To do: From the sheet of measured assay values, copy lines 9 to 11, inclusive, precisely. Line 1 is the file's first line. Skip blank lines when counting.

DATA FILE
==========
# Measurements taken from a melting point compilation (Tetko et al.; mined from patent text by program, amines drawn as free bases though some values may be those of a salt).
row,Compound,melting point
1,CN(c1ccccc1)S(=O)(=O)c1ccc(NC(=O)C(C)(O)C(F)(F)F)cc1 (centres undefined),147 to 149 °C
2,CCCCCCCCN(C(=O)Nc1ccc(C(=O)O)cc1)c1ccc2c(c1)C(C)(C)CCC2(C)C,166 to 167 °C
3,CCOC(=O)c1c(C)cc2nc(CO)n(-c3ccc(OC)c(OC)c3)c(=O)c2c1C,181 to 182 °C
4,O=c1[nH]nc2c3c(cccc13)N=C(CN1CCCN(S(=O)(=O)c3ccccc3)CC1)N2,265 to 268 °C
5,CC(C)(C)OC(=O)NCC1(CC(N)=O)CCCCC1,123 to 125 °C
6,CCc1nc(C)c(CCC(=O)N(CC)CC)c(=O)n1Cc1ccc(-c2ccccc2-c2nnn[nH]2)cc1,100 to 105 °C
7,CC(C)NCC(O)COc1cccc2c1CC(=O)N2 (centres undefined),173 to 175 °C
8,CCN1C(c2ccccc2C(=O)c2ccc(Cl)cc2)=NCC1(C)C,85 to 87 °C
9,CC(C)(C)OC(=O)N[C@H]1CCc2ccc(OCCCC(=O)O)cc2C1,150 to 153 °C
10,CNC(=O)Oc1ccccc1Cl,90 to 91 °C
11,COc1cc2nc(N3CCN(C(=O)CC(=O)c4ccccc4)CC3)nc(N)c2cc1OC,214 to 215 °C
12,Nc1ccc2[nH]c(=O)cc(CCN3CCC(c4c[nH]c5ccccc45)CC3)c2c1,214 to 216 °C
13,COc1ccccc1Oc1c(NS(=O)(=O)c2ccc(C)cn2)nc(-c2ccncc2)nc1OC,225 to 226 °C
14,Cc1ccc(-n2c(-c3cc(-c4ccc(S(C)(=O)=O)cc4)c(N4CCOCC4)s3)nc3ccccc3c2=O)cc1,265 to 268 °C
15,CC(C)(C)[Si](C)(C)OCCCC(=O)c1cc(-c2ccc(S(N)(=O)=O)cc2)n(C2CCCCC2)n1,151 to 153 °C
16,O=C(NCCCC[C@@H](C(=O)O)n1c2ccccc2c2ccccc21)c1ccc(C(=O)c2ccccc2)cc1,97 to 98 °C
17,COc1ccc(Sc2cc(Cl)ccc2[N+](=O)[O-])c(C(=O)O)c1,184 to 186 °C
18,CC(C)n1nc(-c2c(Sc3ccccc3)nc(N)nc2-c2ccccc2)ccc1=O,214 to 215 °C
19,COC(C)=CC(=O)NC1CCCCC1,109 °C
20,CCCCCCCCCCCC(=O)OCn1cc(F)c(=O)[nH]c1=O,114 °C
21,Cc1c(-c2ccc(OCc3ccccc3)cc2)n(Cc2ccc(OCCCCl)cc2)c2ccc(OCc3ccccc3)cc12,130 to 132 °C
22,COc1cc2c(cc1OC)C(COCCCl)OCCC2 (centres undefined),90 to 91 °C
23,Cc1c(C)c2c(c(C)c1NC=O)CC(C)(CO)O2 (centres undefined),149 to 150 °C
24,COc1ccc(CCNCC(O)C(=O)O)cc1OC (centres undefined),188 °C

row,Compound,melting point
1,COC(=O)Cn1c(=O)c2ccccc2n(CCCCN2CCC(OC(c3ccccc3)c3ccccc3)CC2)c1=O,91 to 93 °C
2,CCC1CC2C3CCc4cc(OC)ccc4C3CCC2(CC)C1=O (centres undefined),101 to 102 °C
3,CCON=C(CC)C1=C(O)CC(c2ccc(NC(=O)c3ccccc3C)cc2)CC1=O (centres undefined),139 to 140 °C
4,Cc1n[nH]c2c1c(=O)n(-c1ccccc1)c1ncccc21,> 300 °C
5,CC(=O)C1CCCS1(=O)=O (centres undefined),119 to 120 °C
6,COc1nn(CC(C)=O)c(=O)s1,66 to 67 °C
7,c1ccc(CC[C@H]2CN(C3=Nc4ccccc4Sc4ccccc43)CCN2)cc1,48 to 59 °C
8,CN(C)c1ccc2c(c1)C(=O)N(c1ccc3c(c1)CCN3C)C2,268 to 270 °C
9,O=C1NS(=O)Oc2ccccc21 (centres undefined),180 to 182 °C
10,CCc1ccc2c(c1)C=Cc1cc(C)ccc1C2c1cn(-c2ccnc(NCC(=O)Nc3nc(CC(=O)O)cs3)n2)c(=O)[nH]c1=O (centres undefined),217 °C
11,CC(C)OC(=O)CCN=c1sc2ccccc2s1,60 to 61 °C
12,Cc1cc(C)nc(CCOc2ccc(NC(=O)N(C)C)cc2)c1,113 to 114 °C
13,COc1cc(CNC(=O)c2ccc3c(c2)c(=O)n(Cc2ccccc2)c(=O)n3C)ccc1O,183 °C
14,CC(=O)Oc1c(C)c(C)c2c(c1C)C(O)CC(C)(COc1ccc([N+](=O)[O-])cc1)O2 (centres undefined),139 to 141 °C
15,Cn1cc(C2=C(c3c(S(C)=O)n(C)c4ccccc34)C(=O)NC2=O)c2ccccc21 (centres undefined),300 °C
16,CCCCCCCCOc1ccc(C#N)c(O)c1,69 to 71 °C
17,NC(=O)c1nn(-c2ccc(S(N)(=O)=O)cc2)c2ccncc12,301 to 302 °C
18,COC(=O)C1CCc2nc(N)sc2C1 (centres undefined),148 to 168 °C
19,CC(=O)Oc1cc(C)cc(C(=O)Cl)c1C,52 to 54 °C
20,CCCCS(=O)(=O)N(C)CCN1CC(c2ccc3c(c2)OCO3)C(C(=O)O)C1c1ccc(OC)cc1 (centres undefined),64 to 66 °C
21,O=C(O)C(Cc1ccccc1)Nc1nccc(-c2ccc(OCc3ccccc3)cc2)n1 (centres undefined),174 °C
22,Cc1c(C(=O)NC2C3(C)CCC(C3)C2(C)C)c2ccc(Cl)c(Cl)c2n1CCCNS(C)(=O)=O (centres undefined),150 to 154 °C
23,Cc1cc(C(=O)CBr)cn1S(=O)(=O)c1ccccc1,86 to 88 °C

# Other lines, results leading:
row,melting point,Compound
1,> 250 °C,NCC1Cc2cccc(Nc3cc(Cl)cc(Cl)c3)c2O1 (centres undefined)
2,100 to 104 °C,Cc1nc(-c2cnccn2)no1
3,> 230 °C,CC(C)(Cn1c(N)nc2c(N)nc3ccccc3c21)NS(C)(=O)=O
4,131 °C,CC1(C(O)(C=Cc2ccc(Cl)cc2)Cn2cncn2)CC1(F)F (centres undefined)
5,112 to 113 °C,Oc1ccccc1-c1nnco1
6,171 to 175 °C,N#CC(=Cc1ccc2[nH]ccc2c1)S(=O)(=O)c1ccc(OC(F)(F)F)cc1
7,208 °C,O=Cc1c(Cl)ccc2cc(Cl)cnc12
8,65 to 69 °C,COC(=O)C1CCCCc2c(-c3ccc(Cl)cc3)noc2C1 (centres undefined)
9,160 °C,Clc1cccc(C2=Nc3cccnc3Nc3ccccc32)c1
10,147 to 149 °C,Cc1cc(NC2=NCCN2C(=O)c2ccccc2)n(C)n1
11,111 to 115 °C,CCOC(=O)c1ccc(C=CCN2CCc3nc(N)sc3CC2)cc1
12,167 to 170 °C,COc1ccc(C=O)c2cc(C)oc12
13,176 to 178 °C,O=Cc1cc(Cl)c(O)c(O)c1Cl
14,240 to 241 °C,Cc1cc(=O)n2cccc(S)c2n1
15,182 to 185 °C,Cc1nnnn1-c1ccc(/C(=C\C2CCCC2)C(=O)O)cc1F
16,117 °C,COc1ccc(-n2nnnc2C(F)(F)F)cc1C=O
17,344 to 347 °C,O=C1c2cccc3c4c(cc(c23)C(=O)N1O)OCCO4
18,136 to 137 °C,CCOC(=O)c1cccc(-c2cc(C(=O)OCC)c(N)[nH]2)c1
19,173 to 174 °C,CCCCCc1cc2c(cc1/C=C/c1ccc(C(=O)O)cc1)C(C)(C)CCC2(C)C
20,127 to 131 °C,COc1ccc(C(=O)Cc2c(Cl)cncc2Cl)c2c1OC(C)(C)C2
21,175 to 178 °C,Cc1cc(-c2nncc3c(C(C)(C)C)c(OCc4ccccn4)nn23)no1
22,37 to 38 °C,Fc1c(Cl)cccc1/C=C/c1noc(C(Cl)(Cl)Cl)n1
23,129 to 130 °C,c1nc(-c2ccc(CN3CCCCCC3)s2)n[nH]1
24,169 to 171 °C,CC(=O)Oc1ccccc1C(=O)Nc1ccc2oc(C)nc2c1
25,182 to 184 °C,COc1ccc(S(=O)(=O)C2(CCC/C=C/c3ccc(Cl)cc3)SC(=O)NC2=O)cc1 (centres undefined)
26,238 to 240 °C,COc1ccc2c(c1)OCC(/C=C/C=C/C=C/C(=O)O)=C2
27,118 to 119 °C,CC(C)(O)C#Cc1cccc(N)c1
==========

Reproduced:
7,CC(C)NCC(O)COc1cccc2c1CC(=O)N2 (centres undefined),173 to 175 °C
8,CCN1C(c2ccccc2C(=O)c2ccc(Cl)cc2)=NCC1(C)C,85 to 87 °C
9,CC(C)(C)OC(=O)N[C@H]1CCc2ccc(OCCCC(=O)O)cc2C1,150 to 153 °C